The Liverpool GeneMill has been funded by the BBSRC with an initial investment of £3M to establish a facility for the rapid high throughput construction and testing of synthetic DNA constructs. Liverpool GeneMill removes complexity for the end user, providing end-to-end design, construction and phenotypic validation of libraries of gene constructs for academic and industrial applications.

  • construct design
  • DNA synthesis (sequence verified); from plasmid libraries to artificial chromosomes
  • genome editing tools e.g. CRISPR/Cas9 and TALENs
  • protein design and expression systems (including bacteria, yeast, plant, mammalian and cell-free systems)
  • protein expression and function prototyping
  • scalable fermentation analysis
  • metabolomic / proteomic analyses.

OpenPlant

http://openplant.org/

BBSRC funded Synethtic Biology hub. Collaboration between University of Cambridge and the Sainsbury laboratory in Norwich.

Providing open technologies for plant synethtic biology. Many available resources.

Pcomp

http://coiledcoils.chm.bris.ac.uk/pcomp/

From the website: Pcomp is a database of rationally designed Peptide components for synthetic biology. Entries in Pcomp are tectons that form self-assembled units. These have the potential to combine into functional assemblies and further organised or encapsulated into systems.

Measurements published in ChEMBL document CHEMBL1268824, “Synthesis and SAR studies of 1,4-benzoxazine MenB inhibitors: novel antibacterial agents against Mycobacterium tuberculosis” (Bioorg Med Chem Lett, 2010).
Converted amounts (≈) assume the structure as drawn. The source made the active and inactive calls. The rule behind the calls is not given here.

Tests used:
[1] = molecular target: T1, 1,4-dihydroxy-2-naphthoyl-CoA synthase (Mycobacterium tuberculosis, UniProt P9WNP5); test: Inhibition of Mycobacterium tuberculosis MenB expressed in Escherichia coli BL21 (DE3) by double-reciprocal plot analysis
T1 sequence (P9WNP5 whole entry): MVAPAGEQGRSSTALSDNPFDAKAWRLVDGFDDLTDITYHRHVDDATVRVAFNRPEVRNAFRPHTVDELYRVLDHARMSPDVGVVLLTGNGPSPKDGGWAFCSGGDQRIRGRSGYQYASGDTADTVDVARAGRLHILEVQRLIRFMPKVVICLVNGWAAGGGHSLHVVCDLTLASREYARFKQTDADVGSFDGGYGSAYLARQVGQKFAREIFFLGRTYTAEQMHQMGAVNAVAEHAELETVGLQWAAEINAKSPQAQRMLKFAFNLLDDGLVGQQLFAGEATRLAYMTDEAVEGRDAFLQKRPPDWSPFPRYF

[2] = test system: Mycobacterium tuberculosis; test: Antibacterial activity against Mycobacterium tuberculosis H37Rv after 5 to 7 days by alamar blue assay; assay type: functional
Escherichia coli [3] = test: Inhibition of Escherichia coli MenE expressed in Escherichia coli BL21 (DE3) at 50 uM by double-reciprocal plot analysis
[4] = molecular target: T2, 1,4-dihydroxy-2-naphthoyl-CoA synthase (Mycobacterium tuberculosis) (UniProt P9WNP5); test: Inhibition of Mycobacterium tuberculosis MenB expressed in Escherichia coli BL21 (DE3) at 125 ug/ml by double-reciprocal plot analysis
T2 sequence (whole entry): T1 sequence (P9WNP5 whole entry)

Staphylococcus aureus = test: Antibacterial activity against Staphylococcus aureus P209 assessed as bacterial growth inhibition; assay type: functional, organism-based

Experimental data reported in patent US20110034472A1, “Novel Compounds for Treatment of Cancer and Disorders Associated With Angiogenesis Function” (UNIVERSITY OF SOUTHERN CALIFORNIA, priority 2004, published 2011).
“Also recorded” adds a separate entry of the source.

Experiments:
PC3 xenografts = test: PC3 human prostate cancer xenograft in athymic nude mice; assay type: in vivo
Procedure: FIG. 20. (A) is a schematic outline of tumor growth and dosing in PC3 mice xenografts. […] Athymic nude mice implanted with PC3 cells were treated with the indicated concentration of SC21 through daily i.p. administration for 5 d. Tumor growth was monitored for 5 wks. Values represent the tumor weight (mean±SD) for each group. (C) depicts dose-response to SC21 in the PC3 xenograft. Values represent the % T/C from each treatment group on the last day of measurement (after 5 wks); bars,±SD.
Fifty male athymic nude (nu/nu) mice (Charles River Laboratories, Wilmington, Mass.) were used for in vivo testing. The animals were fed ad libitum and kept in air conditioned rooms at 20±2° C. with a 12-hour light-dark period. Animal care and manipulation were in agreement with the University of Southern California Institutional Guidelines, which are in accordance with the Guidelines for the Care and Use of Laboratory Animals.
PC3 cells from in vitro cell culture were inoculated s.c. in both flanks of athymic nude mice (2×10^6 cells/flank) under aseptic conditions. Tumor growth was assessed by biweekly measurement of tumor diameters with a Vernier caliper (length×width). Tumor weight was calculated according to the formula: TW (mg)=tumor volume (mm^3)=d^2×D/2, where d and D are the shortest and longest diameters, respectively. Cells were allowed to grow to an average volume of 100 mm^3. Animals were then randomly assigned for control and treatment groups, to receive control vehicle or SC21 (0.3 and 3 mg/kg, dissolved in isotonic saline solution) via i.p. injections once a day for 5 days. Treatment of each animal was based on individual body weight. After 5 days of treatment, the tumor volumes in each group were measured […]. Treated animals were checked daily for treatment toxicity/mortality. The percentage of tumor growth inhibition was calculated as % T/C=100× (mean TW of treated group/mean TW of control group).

Plasmids from The Sainsbury Laboratory

http://synbio.tsl.ac.uk/?page_id=52

This database contains a list of molecular parts (plasmids) in use at SynBio@TSL. The database currently contains 95 backbones and tools and 135 standard parts for plants.

Many plasmids in the database are available from the non-profit organisation, AddGene. Unpublished plasmids not available through AddGene are available but may not have been tested. 

SynBio@TSL

http://synbio.tsl.ac.uk/

The SynBio@TSL pages are a rich source of information for all things synthetic biology. They include introductions to the field and to specific techniques, guides to synbio tools and resources, and protocols. 

SynBio@TSL YouTube Channel

https://www.youtube.com/channel/UCUOR6ZqMFxUJlm8VLtmKIEA/feed

YouTube channel from SynBio@TSL, featuring a series of videos on parallel gene cloning methods GoldenGate and MoClo.

Synthetic Biology Open Language

http://www.sbolstandard.org/

From the website: Synthetic Biology Open Language (SBOL) is a software standard for the electronic exchange of specifications and descriptions of genetic parts, devices, modules, systems, and engineered genomes.

Synthetic biology videos

http://www.youtube.com/playlist?list=PLylDstki6x-p3LHwkTKldrdQBgvWzc6W0

A selection of synthetic biology experts present their research and their idea of synthetic biology at the 2012 New Phytologist workshop on Synthetic Biology.